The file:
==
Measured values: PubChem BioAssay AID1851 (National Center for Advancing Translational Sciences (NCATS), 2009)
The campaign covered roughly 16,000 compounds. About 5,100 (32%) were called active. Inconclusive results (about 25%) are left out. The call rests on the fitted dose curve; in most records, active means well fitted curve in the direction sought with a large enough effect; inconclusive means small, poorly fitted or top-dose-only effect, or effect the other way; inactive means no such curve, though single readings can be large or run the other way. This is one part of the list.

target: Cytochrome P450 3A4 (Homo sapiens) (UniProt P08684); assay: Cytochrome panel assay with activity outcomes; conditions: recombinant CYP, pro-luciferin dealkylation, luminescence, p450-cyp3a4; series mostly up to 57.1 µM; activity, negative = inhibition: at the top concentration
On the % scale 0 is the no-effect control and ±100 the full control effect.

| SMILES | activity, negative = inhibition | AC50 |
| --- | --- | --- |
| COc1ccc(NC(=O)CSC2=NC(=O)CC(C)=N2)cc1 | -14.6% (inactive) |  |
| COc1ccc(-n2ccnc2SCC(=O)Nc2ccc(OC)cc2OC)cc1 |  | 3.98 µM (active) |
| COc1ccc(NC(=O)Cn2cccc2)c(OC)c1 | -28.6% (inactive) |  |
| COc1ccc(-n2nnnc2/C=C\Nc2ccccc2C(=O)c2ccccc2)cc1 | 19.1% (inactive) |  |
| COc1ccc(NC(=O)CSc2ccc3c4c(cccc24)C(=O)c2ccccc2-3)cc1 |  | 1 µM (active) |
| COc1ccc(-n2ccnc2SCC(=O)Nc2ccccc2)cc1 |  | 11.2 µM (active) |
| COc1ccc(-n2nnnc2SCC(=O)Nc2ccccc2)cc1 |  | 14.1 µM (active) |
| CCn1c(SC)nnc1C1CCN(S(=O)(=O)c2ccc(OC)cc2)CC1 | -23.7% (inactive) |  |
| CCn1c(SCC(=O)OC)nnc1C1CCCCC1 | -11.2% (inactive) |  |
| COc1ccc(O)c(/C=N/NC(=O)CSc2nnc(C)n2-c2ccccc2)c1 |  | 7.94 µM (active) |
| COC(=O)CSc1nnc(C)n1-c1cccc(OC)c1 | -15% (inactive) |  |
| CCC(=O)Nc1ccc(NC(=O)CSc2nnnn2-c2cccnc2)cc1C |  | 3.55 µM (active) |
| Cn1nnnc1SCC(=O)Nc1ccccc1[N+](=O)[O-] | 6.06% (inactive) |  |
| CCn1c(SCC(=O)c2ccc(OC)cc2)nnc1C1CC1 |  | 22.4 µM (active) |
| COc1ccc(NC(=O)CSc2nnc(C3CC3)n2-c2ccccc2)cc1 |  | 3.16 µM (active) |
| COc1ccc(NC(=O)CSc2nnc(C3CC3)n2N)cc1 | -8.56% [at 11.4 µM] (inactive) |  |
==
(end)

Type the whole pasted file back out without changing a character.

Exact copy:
Measured values: PubChem BioAssay AID1851 (National Center for Advancing Translational Sciences (NCATS), 2009)
The campaign covered roughly 16,000 compounds. About 5,100 (32%) were called active. Inconclusive results (about 25%) are left out. The call rests on the fitted dose curve; in most records, active means well fitted curve in the direction sought with a large enough effect; inconclusive means small, poorly fitted or top-dose-only effect, or effect the other way; inactive means no such curve, though single readings can be large or run the other way. This is one part of the list.

target: Cytochrome P450 3A4 (Homo sapiens) (UniProt P08684); assay: Cytochrome panel assay with activity outcomes; conditions: recombinant CYP, pro-luciferin dealkylation, luminescence, p450-cyp3a4; series mostly up to 57.1 µM; activity, negative = inhibition: at the top concentration
On the % scale 0 is the no-effect control and ±100 the full control effect.

| SMILES | activity, negative = inhibition | AC50 |
| --- | --- | --- |
| COc1ccc(NC(=O)CSC2=NC(=O)CC(C)=N2)cc1 | -14.6% (inactive) |  |
| COc1ccc(-n2ccnc2SCC(=O)Nc2ccc(OC)cc2OC)cc1 |  | 3.98 µM (active) |
| COc1ccc(NC(=O)Cn2cccc2)c(OC)c1 | -28.6% (inactive) |  |
| COc1ccc(-n2nnnc2/C=C\Nc2ccccc2C(=O)c2ccccc2)cc1 | 19.1% (inactive) |  |
| COc1ccc(NC(=O)CSc2ccc3c4c(cccc24)C(=O)c2ccccc2-3)cc1 |  | 1 µM (active) |
| COc1ccc(-n2ccnc2SCC(=O)Nc2ccccc2)cc1 |  | 11.2 µM (active) |
| COc1ccc(-n2nnnc2SCC(=O)Nc2ccccc2)cc1 |  | 14.1 µM (active) |
| CCn1c(SC)nnc1C1CCN(S(=O)(=O)c2ccc(OC)cc2)CC1 | -23.7% (inactive) |  |
| CCn1c(SCC(=O)OC)nnc1C1CCCCC1 | -11.2% (inactive) |  |
| COc1ccc(O)c(/C=N/NC(=O)CSc2nnc(C)n2-c2ccccc2)c1 |  | 7.94 µM (active) |
| COC(=O)CSc1nnc(C)n1-c1cccc(OC)c1 | -15% (inactive) |  |
| CCC(=O)Nc1ccc(NC(=O)CSc2nnnn2-c2cccnc2)cc1C |  | 3.55 µM (active) |
| Cn1nnnc1SCC(=O)Nc1ccccc1[N+](=O)[O-] | 6.06% (inactive) |  |
| CCn1c(SCC(=O)c2ccc(OC)cc2)nnc1C1CC1 |  | 22.4 µM (active) |
| COc1ccc(NC(=O)CSc2nnc(C3CC3)n2-c2ccccc2)cc1 |  | 3.16 µM (active) |
| COc1ccc(NC(=O)CSc2nnc(C3CC3)n2N)cc1 | -8.56% [at 11.4 µM] (inactive) |  |